The founding fathers of Infosys may have been reduced to being minority shareholders, but they still have the power to question the management that runs the company.
The founding members of Infosys have all but gone away, but they had enough power to get answers from the management under Sections 44 and 35 of the Companies Act, 2013, which protects minority shareholder interests. To their credit, the Infosys management and board did speak out in the open and justify the company's decisions. However, what everyone failed to catch on in the hurried press conference held recently was whether the Nominations and Remunerations Committee (NRC) had okayed the severance packages given out by the company. Usually, NRC signs off on huge paychecks offered to senior management, and now that the initial noise surrounding the Infosys issue has abated, it is important to question what Jeffrey Lehman, chairperson of NRC, did or say about the severance package.
The Infosys board admitted at the press conference that the severance package given to Rajiv Bansal — the IT giant's former CFO who left the company last year — was indeed very high and said it was going through a legal process to stop the payment of around Rs 17 crore. The point to note is that if NRC had given a go-ahead for the amount, as per Bansal's contract, Infosys is bound by law to pay the same, and cannot stop at the Rs 5 crore it has paid out so far. This becomes an interesting issue of governance and could spiral into a legal issue if such a contract of payment is reneged upon.
At the press meet, the company did not reveal why the package was accepted or rejected by NRC; neither did it state if it was part of Bansal's contract. A few months before he quit Infosys he had won the CFO of the Year award and was copiously praised by Sikka in one of the quarterly results in 2015.
In a World Bank study on 'minority shareholders interests' released in 2014, India ranks seventh in the list of countries that protect individual shareholders from the might of corporations. But the Infosys example stands as a lesson on upholding shareholder interests above those of the management and above the power of the board. In the startup world, too, young entrepreneurs have to get used to legal recourse in order to safeguard their interests, The balance is usually tipped toward the investors, so much so that even when founders become minority shareholders, founders may have no say in the company, having signed away most rights to the investor.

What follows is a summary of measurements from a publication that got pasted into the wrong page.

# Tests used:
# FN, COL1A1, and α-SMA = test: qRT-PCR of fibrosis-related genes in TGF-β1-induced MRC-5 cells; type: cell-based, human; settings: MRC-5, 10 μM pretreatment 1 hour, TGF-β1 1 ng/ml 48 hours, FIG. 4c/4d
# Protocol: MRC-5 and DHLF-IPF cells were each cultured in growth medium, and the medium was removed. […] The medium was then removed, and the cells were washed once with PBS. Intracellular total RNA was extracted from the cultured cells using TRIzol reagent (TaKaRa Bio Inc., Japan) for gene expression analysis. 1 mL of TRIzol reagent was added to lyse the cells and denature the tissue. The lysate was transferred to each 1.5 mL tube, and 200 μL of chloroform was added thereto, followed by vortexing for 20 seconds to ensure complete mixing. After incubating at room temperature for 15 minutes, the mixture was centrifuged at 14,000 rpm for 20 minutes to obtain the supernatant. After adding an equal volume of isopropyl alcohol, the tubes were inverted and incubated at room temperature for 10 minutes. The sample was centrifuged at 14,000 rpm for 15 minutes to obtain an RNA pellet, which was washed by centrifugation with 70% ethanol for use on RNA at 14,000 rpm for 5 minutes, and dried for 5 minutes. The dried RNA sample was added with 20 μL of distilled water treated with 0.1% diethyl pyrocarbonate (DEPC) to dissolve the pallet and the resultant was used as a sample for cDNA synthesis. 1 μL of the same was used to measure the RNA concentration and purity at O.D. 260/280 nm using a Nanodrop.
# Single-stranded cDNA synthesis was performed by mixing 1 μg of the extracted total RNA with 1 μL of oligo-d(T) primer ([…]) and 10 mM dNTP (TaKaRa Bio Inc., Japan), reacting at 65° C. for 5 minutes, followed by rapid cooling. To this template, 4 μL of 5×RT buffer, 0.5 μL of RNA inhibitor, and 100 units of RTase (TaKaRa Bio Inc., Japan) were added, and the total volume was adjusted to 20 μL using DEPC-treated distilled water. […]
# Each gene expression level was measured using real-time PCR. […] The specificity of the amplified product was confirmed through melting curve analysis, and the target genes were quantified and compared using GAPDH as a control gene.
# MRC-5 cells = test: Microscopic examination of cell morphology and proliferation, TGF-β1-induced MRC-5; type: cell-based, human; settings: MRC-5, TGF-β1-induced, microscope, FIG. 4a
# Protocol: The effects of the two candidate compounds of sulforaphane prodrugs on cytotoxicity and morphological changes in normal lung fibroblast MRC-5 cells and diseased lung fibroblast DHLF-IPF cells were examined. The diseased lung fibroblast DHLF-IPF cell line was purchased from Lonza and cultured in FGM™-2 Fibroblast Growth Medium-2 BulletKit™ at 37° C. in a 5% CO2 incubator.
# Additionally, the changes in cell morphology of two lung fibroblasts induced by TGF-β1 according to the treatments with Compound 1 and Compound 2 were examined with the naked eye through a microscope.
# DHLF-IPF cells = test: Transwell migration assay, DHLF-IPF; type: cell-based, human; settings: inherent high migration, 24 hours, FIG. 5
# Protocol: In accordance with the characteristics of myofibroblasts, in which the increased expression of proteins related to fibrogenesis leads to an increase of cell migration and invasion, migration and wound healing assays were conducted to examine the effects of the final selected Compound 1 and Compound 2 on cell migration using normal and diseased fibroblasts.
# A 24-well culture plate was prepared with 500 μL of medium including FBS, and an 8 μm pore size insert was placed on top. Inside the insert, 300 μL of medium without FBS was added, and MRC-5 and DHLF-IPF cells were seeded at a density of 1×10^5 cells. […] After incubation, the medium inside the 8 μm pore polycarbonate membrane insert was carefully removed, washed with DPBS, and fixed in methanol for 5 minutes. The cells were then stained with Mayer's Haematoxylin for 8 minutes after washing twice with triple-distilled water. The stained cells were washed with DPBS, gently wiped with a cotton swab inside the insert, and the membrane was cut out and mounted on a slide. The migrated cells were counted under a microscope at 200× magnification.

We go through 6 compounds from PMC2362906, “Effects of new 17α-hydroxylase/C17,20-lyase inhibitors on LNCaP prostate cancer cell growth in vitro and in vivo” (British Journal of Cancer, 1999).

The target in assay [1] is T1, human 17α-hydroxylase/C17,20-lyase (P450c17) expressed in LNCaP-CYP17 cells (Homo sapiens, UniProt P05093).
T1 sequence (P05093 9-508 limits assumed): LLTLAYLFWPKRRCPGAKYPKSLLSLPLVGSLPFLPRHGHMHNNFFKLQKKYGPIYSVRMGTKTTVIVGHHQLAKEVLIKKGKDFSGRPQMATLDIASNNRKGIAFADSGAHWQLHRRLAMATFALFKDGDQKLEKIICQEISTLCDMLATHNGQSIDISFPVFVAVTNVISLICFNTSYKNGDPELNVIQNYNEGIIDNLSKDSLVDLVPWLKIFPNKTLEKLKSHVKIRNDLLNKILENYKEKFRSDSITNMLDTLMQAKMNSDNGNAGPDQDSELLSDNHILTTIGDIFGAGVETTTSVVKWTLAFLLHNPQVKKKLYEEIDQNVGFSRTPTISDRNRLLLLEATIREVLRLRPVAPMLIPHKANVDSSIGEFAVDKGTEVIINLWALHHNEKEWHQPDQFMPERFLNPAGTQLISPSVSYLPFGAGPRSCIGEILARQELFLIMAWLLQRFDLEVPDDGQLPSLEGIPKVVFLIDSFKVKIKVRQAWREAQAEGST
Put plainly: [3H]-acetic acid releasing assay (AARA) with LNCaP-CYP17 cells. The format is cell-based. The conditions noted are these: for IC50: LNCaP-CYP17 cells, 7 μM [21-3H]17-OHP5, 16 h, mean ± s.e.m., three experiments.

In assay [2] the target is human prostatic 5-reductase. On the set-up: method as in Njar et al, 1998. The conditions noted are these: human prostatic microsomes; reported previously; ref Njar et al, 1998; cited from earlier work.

So, how do VCs use 'minority shareholding' to protect themselves against startups so effectively and veto decisions made by founders even though they (founders) have a majority in the board and have majority shareholding. There are, rightly so, covenants in the shareholder agreement that protect the investor's investment, and right from selling securities to issuing shares to raising debt capital everything is run by the VC. They also have the right of first refusal and the right of first offer.
But moving away from the technicalities of the shareholders' agreement, one can also observe the dismal trend of founders leaving their companies completely in the hands of the VC. Says Ganesh Prasad, Partner at Khaitan and Company,
“The constitution of the board and the powers that come with shareholding depends, completely on the legal contracts drawn up. The founders have to negotiate well with VCs.”
Flipkart is a classic case of how the original founders moved out and did not carry any powers either as majority shareholders or, later, as minority shareholders while running the company. Even on leaving, none of them have the rights of the minority shareholders, like the promoters of Infosys, to ask about the way their company is run.
"Startup founders make the mistake of taking the money quickly and do not realise that they will be a minority in a few years. They sign away all the rights to the investor community in the beginning. That's where they need to understand legal issues of being minority shareholders related to their journey," says Perikal Arjun, Partner at J Sagar Associates.
Even today many founders are still in the dark about terms like 'drag-along' and 'tag along' rights and struggle to make sense of jargon crucial to their interests and that which figure in legal contracts.
Anish Basu Roy, co-founder of Shotang, a technology company that works with small retail businesses, says,
"I made it a point that before I sign on a piece of paper with investors, I understood the terms and conditions of an agreement. It's your signature that decides your future in your very own company."
Anish adds that he worked with lawyers, chartered accountants and company secretaries for changing capital structures of the company.
It works best when a startup gets a VC who understands the business. "When we raised funds we went to an investor who knew the way a retail and distribution business works and who was willing to stay longer. This gives us enough momentum to build our business without having to worry about the next round," says Vikas L, co-founder of Mcaffeine, a personal care company.
So, know your rules, consult your lawyers. You may own 50.01 percent of your company, but you can still get voted out. You can own 74.9 percent yet you may not get the power to pass any special resolutions. And all this is because of the veto rights that investors protect themselves with. However, if the business is bad the minority shareholders have the right to question company decisions. Founders, too, would be able to raise questions as minority shareholders as and when they get there.
But, initially, investors tend to have the legal power to run things their way. The 'board' at a startup is just an illusion. This may, perhaps, be the reason why Narayana Murthy and the others don't want the board to be an illusion and want it to take control of governance at Infosys.